Illustration of White House

Enslaved at the White House

Paul Jennings, enslaved by James and Dolly Madison, bought his freedom and published a personal memoir in 1865.

Photograph of Paul Jennings

Paul Jennings

Paul Jennings and James Madison

Photograph of Paul Jennings

Paul Jennings

Born in 1799, Paul Jennings was enslaved by President James Madison and his wife Dolley at Montpelier and in Washington, D.C. In his 1865 memoir, A Colored Man's Reminiscences of James Madison, Jennings detailed his experiences while enslaved at the White House. He documented the burning of Washington when British forces set fire to the White House and other buildings throughout the city during the War of 1812. In 1847, Jennings arranged to be sold to and purchase his freedom from Massachusetts Senator Daniel Webster for $120, working for a wage of $8 per month. His wife, Fanny Gordon, and their children were enslaved in Orange, Virginia, near Montpelier. Jennings married three times. He established his family in Washington and owned property near the White House and in Georgetown.

Illustration of Sixth Street Wharf

Sixth Street Wharf in Washington, D.C.

The Pearl Incident

Illustration of Sixth Street Wharf

Sixth Street Wharf in Washington, D.C.

One year after purchasing his freedom, Jennings and other free Black men, including Daniel Bell and Samuel Edmundson, planned the escape of over 70 enslaved men, women, and children from Washington, D.C., in what came to be known as the Pearl Incident. On April 15, 1848, freedom seekers boarded the schooner Pearl, docked at a wharf in Southwest Washington, and set sail down the Potomac River. Captain Daniel Drayton planned to sail into Chesapeake Bay and up the Delaware River to New Jersey, but strong headwinds slowed the voyage and the group was captured near Lookout Point, Maryland.

Photograph of descendants of Paul Jennings at James Madison’s Montpelier in Virginia

Jennings Descendants at Montpelier

A Lasting Legacy

Photograph of descendants of Paul Jennings at James Madison’s Montpelier in Virginia

Jennings Descendants at Montpelier

Though Fanny died in 1844, Jennings reunited with his children in the 1850s and purchased two homes in Washington, D.C. He lived at 1804 L Street NW with his second wife, Desdemona, while his daughter, Frances, lived next door with her sons. Jennings also purchased property in the Black enclave of Georgetown. The home remains part of his legacy, maintained by his descendants. Paul Jennings remained a prominent member of D.C.’s Black community until his death in 1874.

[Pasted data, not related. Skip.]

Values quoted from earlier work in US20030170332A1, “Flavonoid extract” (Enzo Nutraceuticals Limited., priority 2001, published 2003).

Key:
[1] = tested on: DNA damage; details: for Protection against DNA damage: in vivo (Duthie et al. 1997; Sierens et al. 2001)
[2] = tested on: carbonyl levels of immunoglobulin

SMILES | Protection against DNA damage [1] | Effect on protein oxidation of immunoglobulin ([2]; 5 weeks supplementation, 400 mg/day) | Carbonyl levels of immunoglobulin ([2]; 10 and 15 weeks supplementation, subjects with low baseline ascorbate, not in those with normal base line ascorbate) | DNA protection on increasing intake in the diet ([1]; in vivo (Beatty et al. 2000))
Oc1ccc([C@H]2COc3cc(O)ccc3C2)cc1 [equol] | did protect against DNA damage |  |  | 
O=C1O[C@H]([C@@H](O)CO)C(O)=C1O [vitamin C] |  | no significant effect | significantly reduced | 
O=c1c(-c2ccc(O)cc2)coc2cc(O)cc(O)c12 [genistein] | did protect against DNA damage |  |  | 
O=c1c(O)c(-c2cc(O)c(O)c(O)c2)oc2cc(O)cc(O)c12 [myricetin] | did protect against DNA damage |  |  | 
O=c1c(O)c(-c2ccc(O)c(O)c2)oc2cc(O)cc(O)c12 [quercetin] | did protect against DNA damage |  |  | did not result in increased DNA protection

Read More Lesser Known Stories

The First African American Physician

James McCune Smith, the first African American to hold a medical degree, fought against the false scientific claims of Black inferiority.

Preacher Jarena Lee: Praise in the Meantime

Jarena Lee experienced both the intense religiosity of the late 1700s and discrimination against women as she sought to become a preacher.

The Man Behind Tennessee Whiskey

Nathan “Nearest” Green was the first known Black master distiller and creator of the blueprint behind Jack Daniel’s Tennessee Whiskey.

Crossing the Color Line to Freedom

William and Ellen Craft, fugitives from slavery, devised a cunning plan that crossed race, gender, and class lines.

An African American Venturer

"Free" Frank McWorter, founded New Philadelphia, Illinois, the first known town to be founded and platted by an African American.

The Water Spirit Will Take Us Home

The mass suicide by captive Africans at Igbo Landing marks one of the most significant acts of resistance by enslaved people.

The First African American Physician

James McCune Smith, the first African American to hold a medical degree, fought against the false scientific claims of Black inferiority.

Preacher Jarena Lee: Praise in the Meantime

Jarena Lee experienced both the intense religiosity of the late 1700s and discrimination against women as she sought to become a preacher.

The Man Behind Tennessee Whiskey

Nathan “Nearest” Green was the first known Black master distiller and creator of the blueprint behind Jack Daniel’s Tennessee Whiskey.

Crossing the Color Line to Freedom

William and Ellen Craft, fugitives from slavery, devised a cunning plan that crossed race, gender, and class lines.

An African American Venturer

"Free" Frank McWorter, founded New Philadelphia, Illinois, the first known town to be founded and platted by an African American.

The Water Spirit Will Take Us Home

The mass suicide by captive Africans at Igbo Landing marks one of the most significant acts of resistance by enslaved people.